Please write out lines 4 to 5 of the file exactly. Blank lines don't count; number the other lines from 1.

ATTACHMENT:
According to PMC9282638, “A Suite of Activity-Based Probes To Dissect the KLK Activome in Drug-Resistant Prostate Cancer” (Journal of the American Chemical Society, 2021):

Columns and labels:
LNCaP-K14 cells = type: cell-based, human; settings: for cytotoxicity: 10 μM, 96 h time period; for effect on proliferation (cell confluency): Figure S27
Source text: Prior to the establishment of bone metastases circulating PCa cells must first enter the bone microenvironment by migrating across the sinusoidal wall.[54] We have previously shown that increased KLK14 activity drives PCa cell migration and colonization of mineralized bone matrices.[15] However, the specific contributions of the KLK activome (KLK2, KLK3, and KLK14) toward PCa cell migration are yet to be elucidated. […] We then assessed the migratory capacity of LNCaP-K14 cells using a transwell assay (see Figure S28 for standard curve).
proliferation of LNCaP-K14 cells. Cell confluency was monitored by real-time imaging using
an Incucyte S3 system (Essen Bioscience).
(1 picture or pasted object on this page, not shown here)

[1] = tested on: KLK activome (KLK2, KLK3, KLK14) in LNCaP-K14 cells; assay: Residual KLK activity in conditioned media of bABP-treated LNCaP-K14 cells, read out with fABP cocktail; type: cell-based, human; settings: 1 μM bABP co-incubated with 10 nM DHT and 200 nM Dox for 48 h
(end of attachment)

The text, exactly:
Source text: Prior to the establishment of bone metastases circulating PCa cells must first enter the bone microenvironment by migrating across the sinusoidal wall.[54] We have previously shown that increased KLK14 activity drives PCa cell migration and colonization of mineralized bone matrices.[15] However, the specific contributions of the KLK activome (KLK2, KLK3, and KLK14) toward PCa cell migration are yet to be elucidated. […] We then assessed the migratory capacity of LNCaP-K14 cells using a transwell assay (see Figure S28 for standard curve).
proliferation of LNCaP-K14 cells. Cell confluency was monitored by real-time imaging using